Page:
| Sarah Wildman |
WASHINGTON (The Washington Post) – On an unseasonably warm night the week August turned into September, every table at Pizza Quartier on Vienna’s Karmelitermarkt was filled. Pizza after pizza emerged from the wood-burning oven as parents sipped white wine while half-watching children – mine included – playing elaborate games of tag in the 19th-century market square. Come morning, it would be packed with the organic food vendors, pastry makers and florists that dot this little corner of Vienna’s Second District, Leopoldstadt.
The day had been glorious; a friend and his family had invited us to join them in first jumping on gigantic river trampolines and then swimming off the Donauinsel, an island on a branch of the Danube River that’s easily reached by U-Bahn.
Now, over dinner, my partner Ian and I explained that we had begun to talk to our girls – one a rising fourth-grader, the other entering kindergarten – about the history that led my grandfather, Karl, and so many fellow Jews to flee Vienna after Adolf Hitler annexed Austria in 1938. Karl grew up just blocks from where we sat, on Rueppgasse.
Leopoldstadt has long been known as Vienna’s Jewish quarter; the Holocaust didn’t change the moniker, but it took away almost all the inhabitants.
I wanted to show my daughters their great-grandfather’s neighbourhood.
They won’t have the eyewitnesses to Nazism I had growing up; this geography would have to help me tell them that story.
Karl left this city but he never stopped loving it, and returned, often, after the war. As an adult I’ve come to Vienna (I even lived here, briefly), drawn again and again by its grandeur and my family’s past. On this trip, I wanted to introduce my family to both.
It can be hard, visiting the former seat of the Habsburg empire, to escape the lure of the innerstadt (the First District), the ring that encircles the old city, and the neighbourhoods that border it. There are the imperial apartments; the coffeehouses; the magnificent Museumsquartier; the gastronomic luxuries of Julius Meinl am Graben; the green Stadtpark. And of course there is the music: the Staatsoper; the Musikverein; the Weiner Konzerthaus.
But the beauty of Leopoldstadt, a 10-minute walk or tram ride across the Donaukanal, connects Vienna’s vibrant present with its complicated past. It is, increasingly, where visitors can encounter young Viennese families and offers a glimpse of the texture of regular life.
As my family saw, it’s also easy to eat well while you explore. New Austrian, Georgian, Japanese and Italian eateries have popped up in the past few years. It wasn’t always this way. My 2004 Vienna guidebook blithely dismissed Leopoldstadt as “bland” and listed among few restaurants worth visiting in the quarter the still popular Schone Perle, a gasthaus (pub) a block off Karmelitermarkt.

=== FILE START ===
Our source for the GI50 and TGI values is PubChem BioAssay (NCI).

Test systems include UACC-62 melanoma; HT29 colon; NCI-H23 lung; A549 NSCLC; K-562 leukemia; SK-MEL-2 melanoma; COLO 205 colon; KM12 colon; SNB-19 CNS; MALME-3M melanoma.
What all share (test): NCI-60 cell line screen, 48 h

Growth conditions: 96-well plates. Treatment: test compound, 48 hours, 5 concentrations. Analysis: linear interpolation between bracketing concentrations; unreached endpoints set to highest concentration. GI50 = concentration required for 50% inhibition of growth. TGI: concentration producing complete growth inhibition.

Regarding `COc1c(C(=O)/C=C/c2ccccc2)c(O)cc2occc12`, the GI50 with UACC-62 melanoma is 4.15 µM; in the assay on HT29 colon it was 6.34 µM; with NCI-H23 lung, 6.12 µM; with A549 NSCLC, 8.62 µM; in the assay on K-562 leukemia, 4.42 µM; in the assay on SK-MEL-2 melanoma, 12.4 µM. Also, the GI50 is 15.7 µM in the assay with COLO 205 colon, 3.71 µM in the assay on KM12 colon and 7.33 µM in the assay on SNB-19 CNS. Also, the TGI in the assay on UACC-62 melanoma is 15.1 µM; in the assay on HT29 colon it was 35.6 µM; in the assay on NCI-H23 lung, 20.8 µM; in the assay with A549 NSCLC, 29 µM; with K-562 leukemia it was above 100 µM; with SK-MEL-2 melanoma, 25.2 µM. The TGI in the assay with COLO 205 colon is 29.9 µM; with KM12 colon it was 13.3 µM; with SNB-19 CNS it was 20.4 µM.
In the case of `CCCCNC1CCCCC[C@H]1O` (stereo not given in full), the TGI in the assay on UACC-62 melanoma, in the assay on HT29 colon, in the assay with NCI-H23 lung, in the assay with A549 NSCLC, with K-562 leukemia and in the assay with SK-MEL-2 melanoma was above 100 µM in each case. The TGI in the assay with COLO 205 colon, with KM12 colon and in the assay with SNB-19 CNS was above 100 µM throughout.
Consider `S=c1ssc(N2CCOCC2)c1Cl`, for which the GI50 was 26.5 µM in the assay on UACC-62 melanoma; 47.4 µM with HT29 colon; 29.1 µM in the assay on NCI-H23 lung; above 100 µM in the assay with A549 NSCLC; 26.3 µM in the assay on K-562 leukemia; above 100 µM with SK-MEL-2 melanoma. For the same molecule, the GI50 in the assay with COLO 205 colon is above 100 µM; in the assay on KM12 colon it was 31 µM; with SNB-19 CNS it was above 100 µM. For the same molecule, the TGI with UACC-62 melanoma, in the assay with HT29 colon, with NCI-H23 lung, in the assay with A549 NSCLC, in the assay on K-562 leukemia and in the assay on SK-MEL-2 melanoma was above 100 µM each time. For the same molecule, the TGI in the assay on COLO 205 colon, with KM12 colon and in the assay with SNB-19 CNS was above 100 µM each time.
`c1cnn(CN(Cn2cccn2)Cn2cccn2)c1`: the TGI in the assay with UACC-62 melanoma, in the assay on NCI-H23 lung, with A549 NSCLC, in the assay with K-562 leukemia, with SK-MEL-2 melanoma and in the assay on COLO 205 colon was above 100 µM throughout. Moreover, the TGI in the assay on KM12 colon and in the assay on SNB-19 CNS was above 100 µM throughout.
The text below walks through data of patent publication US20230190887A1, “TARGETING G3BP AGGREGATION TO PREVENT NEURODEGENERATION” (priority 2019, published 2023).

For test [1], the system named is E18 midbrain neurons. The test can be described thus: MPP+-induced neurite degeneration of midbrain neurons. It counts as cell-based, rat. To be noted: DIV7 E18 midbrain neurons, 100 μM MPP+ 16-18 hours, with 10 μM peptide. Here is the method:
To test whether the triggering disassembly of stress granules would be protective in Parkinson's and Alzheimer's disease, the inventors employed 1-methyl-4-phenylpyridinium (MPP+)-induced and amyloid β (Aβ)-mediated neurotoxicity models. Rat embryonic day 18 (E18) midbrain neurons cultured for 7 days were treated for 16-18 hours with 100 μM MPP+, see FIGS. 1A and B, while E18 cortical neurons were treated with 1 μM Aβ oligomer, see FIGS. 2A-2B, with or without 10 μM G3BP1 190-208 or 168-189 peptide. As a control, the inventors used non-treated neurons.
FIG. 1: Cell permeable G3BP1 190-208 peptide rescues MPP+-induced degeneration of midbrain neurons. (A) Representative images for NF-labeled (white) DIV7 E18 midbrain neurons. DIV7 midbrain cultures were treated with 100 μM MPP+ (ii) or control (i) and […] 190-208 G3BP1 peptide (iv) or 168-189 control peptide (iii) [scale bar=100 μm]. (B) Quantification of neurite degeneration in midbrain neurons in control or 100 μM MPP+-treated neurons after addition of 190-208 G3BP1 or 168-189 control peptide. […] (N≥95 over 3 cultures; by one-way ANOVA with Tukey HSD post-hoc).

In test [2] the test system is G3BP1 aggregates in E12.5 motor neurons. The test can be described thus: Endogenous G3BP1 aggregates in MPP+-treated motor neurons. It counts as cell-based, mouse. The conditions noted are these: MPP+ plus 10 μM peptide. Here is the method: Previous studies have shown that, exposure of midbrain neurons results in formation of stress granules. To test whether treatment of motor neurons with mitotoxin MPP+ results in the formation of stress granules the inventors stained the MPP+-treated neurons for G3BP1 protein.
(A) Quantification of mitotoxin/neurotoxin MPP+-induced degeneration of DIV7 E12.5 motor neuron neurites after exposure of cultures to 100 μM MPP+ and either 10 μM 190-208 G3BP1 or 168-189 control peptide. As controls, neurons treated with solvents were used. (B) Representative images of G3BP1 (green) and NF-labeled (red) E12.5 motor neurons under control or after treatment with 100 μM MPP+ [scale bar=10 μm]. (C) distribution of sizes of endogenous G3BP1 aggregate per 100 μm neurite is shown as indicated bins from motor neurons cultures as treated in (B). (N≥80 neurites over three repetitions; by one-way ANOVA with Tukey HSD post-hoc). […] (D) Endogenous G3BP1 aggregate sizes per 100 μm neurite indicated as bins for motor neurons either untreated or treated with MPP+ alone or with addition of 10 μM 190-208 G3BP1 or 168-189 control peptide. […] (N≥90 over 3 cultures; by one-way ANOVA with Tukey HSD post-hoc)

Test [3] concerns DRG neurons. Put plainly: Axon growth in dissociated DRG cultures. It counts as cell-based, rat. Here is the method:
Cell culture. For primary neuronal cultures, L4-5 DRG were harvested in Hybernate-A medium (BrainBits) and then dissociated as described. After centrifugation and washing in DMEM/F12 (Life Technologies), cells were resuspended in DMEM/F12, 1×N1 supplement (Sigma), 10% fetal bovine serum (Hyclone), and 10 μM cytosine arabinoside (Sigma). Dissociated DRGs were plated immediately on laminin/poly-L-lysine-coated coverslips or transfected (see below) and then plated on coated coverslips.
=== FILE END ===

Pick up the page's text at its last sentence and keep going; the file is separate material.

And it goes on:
But now there are also places such as Cafe Ansari, a Georgian restaurant where we took the girls for breakfast with bright fresh salads and khachapuri stuffed with egg and cheese. On warm days, its large doors stay open onto the wide sidewalk. Next door is Mochi, for sushi and Japanese robata, with a bustling, separate, takeaway joint – called OMK – directly across the street. Further along is Skopik und Lohn, which took over the space of an old gasthaus and elevated it to haute gastronomy with everything from traditional Wiener schnitzel to monkfish ragout over pasta. Karmelitermarkt itself has become a haven for high-end coffee shops such as Cafe Mima, and small gems like Wulfisch, a Hamburg-style, standing-room-only spot for fish, and Markluckte, another innovative kitchen.
“This neighbourhood has changed,” Petra Raab, owner of the clothing and design shop Wundertute a few blocks from the square, told me. She would know. “I was born here,” she said proudly. “I live here.” She listed some of the reasons she enjoys the district. “It’s friendly. It’s real Vienna.” She likes that there is, once again, a visible Jewish community in the neighbourhood.
Part of the draw of sprawling Leopoldstadt isn’t new. On one flank of the district is the Augarten, a 129-acre park designed in the mid-18th century by French architect Jean Trehet, with sprawling lawns offset by lush explosions of wildflowers and precise rows of trees that shade walking paths. I knew my grandfather had retreated to it as a green escape.
But it too has changed. Now at its southern tip is MuTh (Musik und Theatre), Vienna’s avant-garde, 400-seat concert house that opened in 2012 and became home to the Vienna Boys Choir; next door is Kino Wie Noch Nie, a magical summertime outdoor movie theater ringed with flowering trees. The day we visited, 25 or so kids were rehearsing a play outdoors at MuTh; outside advertisements promised an upcoming run of “A Midsummer Night’s Dream.”